It's not just about being recognized - it's about feeling valued and understood
In the often hectic world of HR, there's one transformative action that sometimes goes unnoticed - the power of recognition.
Sarah McVanel, chief recognition officer and found at Greatness Magnified, is a staunch advocate for acknowledging the contributions of colleagues. Through her work, she's witnessed firsthand the profound impact that simple acts of recognition can have on a company's environment and the wellbeing of its employees.
"I was speaking for a group recently where they had asked for recognition to help them address low engagement scores," she tells HRD. “People were clapping for each other. They were cheering, they were doing shout outs, they were saying thank you across departments.”
Small acts of value
McVanel suggests that while recognition might be present, the ever-increasing expectations of employees to find value and meaning in their work often overshadow these acts of acknowledgment.
After all, it's not just about being recognized - it's about feeling valued and understood. It's a universal human desire to be seen, heard, and appreciated. And the data’s always been there to back this up.
According to O.C Tanner’s recent Global Culture Report, recognition is one of the most powerful tools in HR’s arsenal. Well-integrated recognition leads to 784% more likelihood of higher engagement, 648% more likelihood of a thriving culture as well as diminishing the chances of employee burnout by 80%.
The challenge in remote and hybrid models, especially when workloads are high, is carving out time to practice authentic recognition. And, as McVanel tells HRD, for recognition to work it needs to be "deliberate and consistent." For organizations looking to adopt deliberate recognition techniques across digital divides, the issue becomes even more paramount.
Creating ‘coffee moments’
“Anywhere you have people is where you need to have recognition,” says McVanel. “Even when those people are physically together, we have to be even more intentional about how to create a sense of connection. For instance, when you have in-person meetings people would show up a little early to grab a coffee and a chat. How can we create that kind of context before we start a team meeting?”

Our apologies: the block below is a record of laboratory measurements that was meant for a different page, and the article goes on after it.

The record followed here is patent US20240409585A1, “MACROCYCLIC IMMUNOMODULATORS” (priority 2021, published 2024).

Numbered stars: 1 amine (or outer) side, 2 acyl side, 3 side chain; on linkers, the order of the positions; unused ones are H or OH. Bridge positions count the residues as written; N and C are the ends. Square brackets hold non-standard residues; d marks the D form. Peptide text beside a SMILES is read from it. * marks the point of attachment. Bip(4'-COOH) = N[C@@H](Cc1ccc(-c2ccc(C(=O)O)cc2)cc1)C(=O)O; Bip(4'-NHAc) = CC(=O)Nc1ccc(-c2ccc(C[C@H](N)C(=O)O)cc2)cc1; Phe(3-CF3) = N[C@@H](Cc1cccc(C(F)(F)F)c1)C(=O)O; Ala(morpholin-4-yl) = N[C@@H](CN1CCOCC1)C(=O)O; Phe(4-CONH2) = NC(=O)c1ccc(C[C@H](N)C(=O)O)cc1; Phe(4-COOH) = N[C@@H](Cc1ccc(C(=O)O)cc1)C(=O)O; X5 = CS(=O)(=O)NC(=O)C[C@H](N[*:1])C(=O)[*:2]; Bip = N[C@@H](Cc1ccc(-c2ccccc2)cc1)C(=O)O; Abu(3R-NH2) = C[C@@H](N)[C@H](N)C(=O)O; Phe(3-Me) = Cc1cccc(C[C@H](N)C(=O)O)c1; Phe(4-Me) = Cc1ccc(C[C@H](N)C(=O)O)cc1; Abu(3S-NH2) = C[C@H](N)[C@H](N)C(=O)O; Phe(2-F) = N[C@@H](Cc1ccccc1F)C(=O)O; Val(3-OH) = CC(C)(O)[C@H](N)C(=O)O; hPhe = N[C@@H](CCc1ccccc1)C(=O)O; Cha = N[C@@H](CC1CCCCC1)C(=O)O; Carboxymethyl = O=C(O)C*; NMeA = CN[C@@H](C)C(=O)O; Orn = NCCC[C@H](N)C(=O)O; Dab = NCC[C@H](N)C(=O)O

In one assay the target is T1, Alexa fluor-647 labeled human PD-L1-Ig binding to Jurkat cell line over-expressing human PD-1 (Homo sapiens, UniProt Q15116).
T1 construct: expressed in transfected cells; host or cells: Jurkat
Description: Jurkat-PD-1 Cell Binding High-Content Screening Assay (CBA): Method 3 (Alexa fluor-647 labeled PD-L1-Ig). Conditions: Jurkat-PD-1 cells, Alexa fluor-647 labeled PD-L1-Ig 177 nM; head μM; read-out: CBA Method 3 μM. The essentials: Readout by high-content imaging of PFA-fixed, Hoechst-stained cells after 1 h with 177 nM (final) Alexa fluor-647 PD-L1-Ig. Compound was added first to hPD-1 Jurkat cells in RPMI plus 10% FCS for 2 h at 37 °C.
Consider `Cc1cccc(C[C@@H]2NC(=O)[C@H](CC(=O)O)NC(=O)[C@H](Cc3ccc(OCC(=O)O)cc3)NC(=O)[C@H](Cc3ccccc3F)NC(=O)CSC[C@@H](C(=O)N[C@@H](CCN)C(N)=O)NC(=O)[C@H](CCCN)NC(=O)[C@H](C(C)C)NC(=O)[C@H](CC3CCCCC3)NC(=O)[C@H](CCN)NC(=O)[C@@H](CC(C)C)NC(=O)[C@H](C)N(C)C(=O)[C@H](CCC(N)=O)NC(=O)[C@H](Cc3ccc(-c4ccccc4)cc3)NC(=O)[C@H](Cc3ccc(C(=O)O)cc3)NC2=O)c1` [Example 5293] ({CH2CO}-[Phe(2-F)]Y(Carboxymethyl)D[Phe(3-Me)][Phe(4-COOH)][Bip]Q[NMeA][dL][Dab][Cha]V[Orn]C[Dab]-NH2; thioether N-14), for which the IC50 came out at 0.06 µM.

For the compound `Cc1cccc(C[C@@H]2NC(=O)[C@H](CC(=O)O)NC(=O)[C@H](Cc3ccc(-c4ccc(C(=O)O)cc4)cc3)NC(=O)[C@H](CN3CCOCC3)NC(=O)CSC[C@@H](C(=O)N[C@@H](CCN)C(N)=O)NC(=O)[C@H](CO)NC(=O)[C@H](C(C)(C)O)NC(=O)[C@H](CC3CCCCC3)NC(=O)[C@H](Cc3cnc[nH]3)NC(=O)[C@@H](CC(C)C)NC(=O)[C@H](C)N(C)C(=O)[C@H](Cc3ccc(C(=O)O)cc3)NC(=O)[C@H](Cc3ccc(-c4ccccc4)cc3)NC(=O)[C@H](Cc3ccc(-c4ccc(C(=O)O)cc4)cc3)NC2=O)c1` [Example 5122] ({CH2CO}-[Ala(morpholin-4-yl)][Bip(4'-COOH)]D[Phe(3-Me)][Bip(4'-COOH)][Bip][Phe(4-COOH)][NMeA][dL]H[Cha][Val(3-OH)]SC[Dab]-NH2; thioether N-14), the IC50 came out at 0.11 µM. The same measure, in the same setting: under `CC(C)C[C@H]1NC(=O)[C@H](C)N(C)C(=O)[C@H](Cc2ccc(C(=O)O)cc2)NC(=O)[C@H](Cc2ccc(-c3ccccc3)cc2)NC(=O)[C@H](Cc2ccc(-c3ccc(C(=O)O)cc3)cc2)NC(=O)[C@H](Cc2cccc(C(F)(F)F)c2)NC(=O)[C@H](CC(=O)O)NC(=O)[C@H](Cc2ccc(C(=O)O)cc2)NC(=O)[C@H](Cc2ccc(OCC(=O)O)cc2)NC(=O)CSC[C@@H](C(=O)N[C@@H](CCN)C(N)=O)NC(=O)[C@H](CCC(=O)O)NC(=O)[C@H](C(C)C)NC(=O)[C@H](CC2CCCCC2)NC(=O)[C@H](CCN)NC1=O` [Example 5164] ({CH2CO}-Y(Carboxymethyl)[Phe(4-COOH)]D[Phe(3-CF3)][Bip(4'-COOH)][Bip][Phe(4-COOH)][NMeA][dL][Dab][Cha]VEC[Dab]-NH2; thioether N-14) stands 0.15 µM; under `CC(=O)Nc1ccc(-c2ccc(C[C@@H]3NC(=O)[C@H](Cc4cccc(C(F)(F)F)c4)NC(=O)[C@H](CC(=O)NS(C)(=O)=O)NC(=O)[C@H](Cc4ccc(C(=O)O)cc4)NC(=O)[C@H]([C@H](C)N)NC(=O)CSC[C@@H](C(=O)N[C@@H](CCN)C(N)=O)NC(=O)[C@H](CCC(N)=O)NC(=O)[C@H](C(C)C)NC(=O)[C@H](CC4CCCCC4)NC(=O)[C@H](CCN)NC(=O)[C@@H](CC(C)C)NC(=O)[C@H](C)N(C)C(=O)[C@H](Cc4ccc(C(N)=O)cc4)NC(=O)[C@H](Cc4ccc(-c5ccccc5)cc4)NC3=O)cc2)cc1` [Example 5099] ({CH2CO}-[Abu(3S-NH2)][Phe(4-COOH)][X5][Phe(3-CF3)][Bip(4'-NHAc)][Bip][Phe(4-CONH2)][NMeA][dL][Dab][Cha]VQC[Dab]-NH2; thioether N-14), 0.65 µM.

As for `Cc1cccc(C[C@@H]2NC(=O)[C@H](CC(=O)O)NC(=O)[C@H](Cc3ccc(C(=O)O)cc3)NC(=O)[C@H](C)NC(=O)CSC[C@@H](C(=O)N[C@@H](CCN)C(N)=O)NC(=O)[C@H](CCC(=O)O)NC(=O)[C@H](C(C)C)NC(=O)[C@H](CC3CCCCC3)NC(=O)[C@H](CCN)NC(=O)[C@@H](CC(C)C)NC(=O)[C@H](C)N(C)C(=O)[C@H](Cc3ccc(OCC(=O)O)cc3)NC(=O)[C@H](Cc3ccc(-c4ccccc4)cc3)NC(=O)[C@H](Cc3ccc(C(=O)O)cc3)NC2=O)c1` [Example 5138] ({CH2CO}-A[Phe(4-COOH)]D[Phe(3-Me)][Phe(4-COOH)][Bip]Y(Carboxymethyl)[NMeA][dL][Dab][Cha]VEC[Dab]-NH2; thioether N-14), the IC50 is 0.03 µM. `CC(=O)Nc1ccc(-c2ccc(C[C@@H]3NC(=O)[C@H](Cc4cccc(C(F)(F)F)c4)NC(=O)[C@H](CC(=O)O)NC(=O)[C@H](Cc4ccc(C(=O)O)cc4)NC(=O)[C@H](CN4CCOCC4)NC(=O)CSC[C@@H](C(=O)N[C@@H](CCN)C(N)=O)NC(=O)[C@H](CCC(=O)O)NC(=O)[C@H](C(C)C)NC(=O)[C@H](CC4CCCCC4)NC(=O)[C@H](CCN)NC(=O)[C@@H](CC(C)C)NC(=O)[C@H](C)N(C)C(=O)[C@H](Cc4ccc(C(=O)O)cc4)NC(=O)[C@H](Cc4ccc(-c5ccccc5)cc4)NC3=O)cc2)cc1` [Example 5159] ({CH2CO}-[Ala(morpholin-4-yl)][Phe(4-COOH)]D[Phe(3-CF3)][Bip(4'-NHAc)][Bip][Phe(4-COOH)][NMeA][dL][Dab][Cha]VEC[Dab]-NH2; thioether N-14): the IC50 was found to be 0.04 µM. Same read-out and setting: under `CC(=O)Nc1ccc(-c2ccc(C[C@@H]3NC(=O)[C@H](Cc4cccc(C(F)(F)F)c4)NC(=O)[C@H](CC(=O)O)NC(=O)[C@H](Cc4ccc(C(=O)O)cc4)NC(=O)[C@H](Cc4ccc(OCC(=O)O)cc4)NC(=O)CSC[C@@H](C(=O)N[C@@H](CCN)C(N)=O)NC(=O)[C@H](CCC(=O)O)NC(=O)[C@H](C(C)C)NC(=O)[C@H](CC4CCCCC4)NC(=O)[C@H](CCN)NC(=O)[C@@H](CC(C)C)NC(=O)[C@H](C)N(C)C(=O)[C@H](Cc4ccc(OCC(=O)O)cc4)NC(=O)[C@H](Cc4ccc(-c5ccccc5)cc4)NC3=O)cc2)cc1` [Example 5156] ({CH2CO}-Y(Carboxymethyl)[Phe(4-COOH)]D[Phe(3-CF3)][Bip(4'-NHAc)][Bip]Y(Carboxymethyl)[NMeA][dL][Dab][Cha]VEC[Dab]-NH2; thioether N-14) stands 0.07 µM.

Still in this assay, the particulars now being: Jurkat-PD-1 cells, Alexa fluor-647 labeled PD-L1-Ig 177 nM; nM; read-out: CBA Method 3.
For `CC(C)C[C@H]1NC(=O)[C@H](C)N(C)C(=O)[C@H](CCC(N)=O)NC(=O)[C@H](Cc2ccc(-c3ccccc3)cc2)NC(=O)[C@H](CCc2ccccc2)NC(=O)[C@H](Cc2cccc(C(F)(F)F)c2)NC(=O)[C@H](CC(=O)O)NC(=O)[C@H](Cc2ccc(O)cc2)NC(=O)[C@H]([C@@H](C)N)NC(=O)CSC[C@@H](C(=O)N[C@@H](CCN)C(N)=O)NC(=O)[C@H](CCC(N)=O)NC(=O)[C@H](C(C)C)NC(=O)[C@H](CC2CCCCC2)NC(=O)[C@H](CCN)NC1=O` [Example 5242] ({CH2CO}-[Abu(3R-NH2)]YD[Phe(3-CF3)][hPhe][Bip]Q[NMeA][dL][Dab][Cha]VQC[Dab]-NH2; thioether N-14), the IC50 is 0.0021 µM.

McVanel suggests scripting this into the actual agenda – taking a moment for appreciation before you get down to business. These moments can serve as energy boosters, especially when the virtual environment starts to feel draining.
"In fact, one of the most strategic times that you can use recognition in a team environment is when you see energy," she tells HRD.
And these moments don’t have to be groundbreaking. It could be something as minute as a shout out or a ‘pat on the back’.
"Think of somebody outside of work that supports you to do your best work here,” McVanel says. “Now how will you bring it home and express that appreciation to them now? Let's all grab our phone and text that person.”
Creating "micro-moments" of acknowledgment in virtual spaces can have a profound impact on team morale and cohesion. McVanel points out that these moments don't have to be grand gestures; they can be as simple as sharing a favourite memory or posting pictures of colleagues. The key, as always, is to make them consistent and genuine.
"You can put it in the chat,” she says. “You can create little connection chat spaces and have people post pictures of their favourite colleague or a favourite memory.
“It takes a it takes a belief that you can - that recognition isn't something we have to do less of because it's virtual. It's more about where do we do it? How do we do it? And what might that look like? You don't have to have the answers, HR directors - instead ask people what would they like to try and experiment.”